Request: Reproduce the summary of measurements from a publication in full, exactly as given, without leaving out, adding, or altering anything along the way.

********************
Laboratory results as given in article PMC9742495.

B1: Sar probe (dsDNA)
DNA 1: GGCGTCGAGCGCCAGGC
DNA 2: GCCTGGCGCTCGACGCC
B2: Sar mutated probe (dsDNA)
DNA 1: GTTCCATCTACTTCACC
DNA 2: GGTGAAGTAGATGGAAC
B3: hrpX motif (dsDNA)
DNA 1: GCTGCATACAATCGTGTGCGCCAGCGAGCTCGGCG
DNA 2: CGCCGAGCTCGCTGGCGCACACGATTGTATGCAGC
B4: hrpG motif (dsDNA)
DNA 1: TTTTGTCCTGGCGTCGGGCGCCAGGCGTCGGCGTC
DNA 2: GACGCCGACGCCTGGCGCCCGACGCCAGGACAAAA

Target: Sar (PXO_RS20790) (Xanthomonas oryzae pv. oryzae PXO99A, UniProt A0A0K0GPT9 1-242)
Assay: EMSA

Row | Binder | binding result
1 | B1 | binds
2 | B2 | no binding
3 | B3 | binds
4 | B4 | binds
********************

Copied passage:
Laboratory results as given in article PMC9742495.

B1: Sar probe (dsDNA)
DNA 1: GGCGTCGAGCGCCAGGC
DNA 2: GCCTGGCGCTCGACGCC
B2: Sar mutated probe (dsDNA)
DNA 1: GTTCCATCTACTTCACC
DNA 2: GGTGAAGTAGATGGAAC
B3: hrpX motif (dsDNA)
DNA 1: GCTGCATACAATCGTGTGCGCCAGCGAGCTCGGCG
DNA 2: CGCCGAGCTCGCTGGCGCACACGATTGTATGCAGC
B4: hrpG motif (dsDNA)
DNA 1: TTTTGTCCTGGCGTCGGGCGCCAGGCGTCGGCGTC
DNA 2: GACGCCGACGCCTGGCGCCCGACGCCAGGACAAAA

Target: Sar (PXO_RS20790) (Xanthomonas oryzae pv. oryzae PXO99A, UniProt A0A0K0GPT9 1-242)
Assay: EMSA

Row | Binder | binding result
1 | B1 | binds
2 | B2 | no binding
3 | B3 | binds
4 | B4 | binds